Women in Science Dbq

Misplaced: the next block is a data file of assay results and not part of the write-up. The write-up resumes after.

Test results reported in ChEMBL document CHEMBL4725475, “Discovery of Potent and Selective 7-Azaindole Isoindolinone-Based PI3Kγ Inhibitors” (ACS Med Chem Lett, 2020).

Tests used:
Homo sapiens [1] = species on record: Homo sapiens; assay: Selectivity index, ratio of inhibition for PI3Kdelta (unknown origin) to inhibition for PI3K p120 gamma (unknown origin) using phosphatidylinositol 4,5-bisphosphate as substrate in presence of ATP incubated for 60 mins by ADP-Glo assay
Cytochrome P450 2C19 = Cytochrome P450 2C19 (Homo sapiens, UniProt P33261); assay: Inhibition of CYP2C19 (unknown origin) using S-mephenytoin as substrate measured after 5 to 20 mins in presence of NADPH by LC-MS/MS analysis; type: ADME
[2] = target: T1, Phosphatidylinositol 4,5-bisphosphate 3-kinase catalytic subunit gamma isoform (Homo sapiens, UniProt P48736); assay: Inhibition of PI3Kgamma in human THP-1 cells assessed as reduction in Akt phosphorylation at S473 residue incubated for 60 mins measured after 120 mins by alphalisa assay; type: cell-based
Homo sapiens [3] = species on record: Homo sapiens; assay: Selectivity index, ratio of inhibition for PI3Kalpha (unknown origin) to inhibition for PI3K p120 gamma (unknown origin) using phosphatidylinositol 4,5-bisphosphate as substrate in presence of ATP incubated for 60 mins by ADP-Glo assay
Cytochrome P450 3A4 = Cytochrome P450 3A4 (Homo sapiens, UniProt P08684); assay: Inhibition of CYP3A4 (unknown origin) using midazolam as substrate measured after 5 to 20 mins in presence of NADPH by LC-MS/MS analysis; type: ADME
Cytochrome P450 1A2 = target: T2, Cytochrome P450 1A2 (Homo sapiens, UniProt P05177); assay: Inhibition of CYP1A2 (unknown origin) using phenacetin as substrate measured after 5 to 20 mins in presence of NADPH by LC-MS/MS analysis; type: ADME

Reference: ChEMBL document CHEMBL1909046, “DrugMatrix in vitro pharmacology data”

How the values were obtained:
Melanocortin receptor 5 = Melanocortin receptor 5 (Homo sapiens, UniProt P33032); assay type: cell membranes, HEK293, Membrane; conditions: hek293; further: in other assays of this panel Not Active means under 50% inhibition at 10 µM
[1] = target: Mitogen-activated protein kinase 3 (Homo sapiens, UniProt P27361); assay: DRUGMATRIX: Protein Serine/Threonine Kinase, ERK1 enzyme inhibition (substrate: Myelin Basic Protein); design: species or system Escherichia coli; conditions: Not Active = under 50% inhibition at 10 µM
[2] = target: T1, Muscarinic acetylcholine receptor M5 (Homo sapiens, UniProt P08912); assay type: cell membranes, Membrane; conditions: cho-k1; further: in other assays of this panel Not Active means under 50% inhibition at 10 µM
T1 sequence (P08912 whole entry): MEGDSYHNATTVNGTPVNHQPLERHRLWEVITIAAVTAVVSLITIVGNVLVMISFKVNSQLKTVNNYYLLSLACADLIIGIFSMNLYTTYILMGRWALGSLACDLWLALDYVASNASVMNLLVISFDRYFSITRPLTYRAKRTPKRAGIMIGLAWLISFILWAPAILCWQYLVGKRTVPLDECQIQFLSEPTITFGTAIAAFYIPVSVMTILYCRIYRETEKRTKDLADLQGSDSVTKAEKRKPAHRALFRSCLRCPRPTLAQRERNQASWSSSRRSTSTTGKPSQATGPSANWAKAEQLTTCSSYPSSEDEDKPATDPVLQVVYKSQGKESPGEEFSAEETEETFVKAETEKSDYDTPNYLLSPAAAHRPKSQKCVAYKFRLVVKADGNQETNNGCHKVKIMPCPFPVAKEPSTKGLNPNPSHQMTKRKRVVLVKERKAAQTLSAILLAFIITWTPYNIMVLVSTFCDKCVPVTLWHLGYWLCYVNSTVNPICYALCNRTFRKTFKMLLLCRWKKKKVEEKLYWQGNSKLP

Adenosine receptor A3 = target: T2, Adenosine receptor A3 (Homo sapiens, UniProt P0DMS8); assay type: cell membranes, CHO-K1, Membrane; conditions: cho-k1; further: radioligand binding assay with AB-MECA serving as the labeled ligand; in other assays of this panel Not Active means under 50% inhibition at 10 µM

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Women in Science Women were rarely acknowledged if they chose to participate in scientific research during the seventeenth and eighteenth centuries. This was mostly due to the fact that science had been a majority of times a male field of study over the centuries. Women were thought to be incapable and stepping out of their place of beauty and housework. Mostly negative reactions and attitudes were given to women that chose to work in fields of science. Many men had an attitude of superiority and most women judged the women working in sciences negatively. However, there was some acceptance from men and women of females working in the scientific community. Women frequently were excluded by men from scientific study in the seventeenth and eighteenth centuries because the attitude of the time was that women had only certain traits they could possess skill in, such as housework and beauty, and they lacked the intelligence to learn science. In document 3 Samuel Pepys, an Englishman, wrote in his personal diary that the Duchess of Newcastle, an author who wrote a book entitled "A World Made by Atomes", wished to be invited to the meeting of the Royal Society of Scientists. He ends his entry by saying that “The Duchess hath been a good, comely woman, but…” and proceeds to describe his negative opinion of her appearance. Similarly in document 13, a Gottingen newspaper article reported that those women who learn the higher sciences have neglected their clothing and their hair will be done in an antiquarian fashion. The article expresses the opinion that women who gain skill in science are not proper women. This isn’t just the view of the author of the article which is being expressed here, because a newspaper would be very likely to report with mind to the opinions and attitudes of the audience which reads it. In document 10 Johann Junker, a head of an
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